January 4 - The United States will complete its victory over terrorism if it continues to adhere to the three principles it has established to win this war.
First is moral clarity. In his historic speech before the US Congress, President George W. Bush boldly declared that nothing justifies terrorism. No grievance, whether real or imagined, can ever justify terror. Terrorism - the deliberate and systematic targeting of civilians, as opposed to the unintentional civilian casualties that are the tragic consequences of justified warfare - must be seen, like Nazism, as an unmitigated evil.
This clarity is essential in fighting terror because it denies the terrorists their main weapon: the moral equivocation of many of their victims who, facing an unremitting propaganda campaign aimed at justifying terrorism, are duped into believing that there is some justice behind terrorist demands and that therefore these demands must be at least partially met.
Second is strategic clarity. Today, the US understands that the best way to defeat terror is not to concentrate on bringing individual terrorists to justice, but rather, to destroy the regimes that support terror. Terrorist organizations are not suspended in mid-air. They train their operatives, indoctrinate their recruits, and hatch their plots from territory sheltered by certain regimes. Take away the support of sovereign states, and the entire scaffolding of international terror collapses into the dust. American power topples the Taliban regime in Afghanistan, and the al-Qaida network there crumbles on its own. The United States must now act similarly against the other terror regimes - Iran, Iraq, Arafat's dictatorship, Syria, and a few others. Some of these regimes will have to be toppled, some of them punished and deterred. But all must be made to understand a simple message: surrender terrorism or surrender power.
The root cause of terror is not despair, but a totalitarian mindset that believes that anything is justified to achieve its ideological ends.
Third, the imperative of victory. The United States understands that the best way to defeat international terror is to defeat it. This is no trivial statement, for there are those who believe that the root cause of terror is despair, and that the best way to fight terror is to replace this despair with hope. But the United States has now taken a completely opposite view. The best way to eradicate terror is to sow despair among its adherents, and to destroy all hope that the terrorists will achieve their objectives by resorting to terror. Just as any victory for terror emboldens the entire terror network, the defeat of terror in any part of the network devastates the confidence of potential terrorists everywhere and diminishes their ranks.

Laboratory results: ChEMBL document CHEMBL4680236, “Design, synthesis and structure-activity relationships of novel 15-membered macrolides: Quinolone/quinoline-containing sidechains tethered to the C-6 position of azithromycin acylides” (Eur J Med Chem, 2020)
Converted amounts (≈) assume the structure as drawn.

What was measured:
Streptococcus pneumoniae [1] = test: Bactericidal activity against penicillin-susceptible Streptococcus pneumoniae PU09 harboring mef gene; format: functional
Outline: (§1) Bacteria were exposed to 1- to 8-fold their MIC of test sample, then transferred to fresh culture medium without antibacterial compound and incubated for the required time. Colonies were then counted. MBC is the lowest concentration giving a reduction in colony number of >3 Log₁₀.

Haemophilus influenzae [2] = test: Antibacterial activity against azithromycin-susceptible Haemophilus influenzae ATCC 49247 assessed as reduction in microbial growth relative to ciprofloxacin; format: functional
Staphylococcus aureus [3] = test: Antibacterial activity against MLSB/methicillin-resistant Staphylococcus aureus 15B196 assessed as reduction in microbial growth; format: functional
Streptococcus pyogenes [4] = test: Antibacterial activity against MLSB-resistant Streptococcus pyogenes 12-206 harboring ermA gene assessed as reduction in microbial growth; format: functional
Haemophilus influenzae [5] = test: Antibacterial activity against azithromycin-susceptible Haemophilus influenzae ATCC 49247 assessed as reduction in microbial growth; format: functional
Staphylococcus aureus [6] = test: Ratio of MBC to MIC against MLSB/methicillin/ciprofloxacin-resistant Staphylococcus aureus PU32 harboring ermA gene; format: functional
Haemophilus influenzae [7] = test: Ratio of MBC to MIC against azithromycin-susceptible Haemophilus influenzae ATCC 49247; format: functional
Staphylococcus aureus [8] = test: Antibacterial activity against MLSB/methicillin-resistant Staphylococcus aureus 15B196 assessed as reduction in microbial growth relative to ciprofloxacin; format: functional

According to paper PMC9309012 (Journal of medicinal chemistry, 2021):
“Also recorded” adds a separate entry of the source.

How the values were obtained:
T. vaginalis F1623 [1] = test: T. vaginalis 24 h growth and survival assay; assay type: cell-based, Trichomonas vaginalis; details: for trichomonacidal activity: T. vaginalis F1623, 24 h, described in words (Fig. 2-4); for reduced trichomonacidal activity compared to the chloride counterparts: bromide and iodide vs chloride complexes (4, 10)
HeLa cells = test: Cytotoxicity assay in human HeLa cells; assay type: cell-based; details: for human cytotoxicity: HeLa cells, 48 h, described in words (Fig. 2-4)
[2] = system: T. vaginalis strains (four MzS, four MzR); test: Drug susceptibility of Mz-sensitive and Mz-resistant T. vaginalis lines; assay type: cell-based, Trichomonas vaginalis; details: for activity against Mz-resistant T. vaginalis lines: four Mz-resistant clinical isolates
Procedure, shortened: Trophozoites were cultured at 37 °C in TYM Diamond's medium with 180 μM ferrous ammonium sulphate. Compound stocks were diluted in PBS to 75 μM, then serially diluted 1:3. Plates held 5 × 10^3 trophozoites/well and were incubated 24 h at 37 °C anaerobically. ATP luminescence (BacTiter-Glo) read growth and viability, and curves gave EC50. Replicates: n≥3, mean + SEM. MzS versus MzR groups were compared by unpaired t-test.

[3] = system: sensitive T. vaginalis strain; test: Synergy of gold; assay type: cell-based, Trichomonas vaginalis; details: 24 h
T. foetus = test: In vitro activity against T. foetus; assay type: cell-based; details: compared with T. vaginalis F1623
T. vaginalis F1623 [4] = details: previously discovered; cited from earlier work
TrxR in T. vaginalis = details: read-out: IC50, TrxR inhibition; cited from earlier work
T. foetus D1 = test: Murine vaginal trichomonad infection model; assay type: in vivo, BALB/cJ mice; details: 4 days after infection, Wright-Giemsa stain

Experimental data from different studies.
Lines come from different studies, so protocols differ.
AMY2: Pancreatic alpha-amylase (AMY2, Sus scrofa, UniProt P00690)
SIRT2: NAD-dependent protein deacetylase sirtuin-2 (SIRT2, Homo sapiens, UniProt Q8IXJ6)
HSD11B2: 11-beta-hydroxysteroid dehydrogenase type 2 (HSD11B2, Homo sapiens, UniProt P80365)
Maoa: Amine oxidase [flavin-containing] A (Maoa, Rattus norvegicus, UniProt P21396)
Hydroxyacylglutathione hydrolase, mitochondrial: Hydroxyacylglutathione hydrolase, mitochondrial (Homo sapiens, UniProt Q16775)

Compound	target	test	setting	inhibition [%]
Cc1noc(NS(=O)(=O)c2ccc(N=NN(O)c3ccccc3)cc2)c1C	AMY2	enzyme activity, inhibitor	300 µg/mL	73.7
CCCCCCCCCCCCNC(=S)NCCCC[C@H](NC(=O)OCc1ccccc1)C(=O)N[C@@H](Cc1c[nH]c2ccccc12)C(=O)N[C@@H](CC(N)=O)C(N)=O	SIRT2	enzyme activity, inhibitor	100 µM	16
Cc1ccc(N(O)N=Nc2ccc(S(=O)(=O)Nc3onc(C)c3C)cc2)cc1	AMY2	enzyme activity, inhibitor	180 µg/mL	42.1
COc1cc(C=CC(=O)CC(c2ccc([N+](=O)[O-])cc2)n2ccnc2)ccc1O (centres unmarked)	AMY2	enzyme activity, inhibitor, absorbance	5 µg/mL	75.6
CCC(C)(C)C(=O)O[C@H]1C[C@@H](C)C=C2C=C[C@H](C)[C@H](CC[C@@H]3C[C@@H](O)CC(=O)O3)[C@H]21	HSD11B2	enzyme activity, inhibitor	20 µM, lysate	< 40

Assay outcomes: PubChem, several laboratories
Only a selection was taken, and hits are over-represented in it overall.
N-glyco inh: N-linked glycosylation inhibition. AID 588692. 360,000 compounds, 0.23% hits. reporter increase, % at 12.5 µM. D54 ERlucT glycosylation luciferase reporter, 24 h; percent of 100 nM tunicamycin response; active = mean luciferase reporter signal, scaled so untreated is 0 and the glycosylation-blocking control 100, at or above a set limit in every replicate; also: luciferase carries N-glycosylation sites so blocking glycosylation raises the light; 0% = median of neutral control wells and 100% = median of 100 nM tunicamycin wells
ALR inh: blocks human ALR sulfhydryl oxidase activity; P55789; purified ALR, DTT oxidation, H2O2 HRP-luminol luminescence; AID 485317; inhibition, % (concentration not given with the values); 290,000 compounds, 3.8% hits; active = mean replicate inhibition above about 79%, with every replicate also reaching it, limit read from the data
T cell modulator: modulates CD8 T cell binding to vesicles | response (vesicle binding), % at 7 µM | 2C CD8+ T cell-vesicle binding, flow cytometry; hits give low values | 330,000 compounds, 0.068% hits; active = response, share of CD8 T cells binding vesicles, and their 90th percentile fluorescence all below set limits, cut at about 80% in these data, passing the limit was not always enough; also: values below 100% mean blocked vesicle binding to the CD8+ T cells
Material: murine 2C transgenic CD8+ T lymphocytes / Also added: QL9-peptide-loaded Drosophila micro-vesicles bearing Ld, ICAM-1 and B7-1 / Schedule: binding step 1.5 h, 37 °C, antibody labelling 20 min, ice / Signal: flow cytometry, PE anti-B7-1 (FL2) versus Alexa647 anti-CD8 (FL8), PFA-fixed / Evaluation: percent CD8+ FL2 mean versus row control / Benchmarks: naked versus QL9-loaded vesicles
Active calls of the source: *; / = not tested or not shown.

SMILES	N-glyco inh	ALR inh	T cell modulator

Indeed, the root cause of terror is not despair, but a totalitarian mindset that believes that anything is justified to achieve its ideological ends. Worse, the more brutal the means that must be employed to achieve those ends - blowing up children, destroying skyscrapers and, if necessary, annihilating entire cities - the more glorious those ends become in the twisted minds of these fanatics. This is why from Lenin to Hitler to the ayatollahs, terrorism has been indispensable to totalitarianism. That is also why, in countless struggles for liberation carried out by people with a democratic mindset, such as the French resistance against the Nazis or the struggle for civil rights in the United States, terror was never used.
But a totalitarian mindset is only a necessary condition for the practice of terror. What must also be present is hope. The more that hope grows, the more emboldened the terrorists become and the more new recruits will flock to join them. This is why the sense of inevitable victory over terrorism is so crucial to this struggle.
The effect of these three principles has fundamentally changed the geopolitical reality in Israel's favor. Moral clarity will make it increasingly difficult for our enemies to justify the terror unleashed against us in the courts of public opinion. Strategic clarity has given us a freer hand to dismantle Arafat's terrorist regime.
While the threat of his regime's collapse has forced Arafat to take steps to escape imminent danger, this is only a temporary, tactical measure. To fully restore our deterrence and pave a road toward a peaceful future, we must make any potential Palestinian leadership understand that they will pay the heaviest price for waging a terrorist war against Israel. The imperative of victory must teach us that the way to reverse the tide of terror that has engulfed our country is to defeat it decisively. The notion that Israel's war on terror will be served by offering Arafat a state is absurd. Such a step will only create a sovereign terrorist fortress in the heart of the Middle East.
All free societies must continue to adhere to these three principles if we are to prevent the demons that lurk in the dark recesses of mankind from obtaining the power to destroy our civilization.
This article originally appeared in the Jerusalem Post.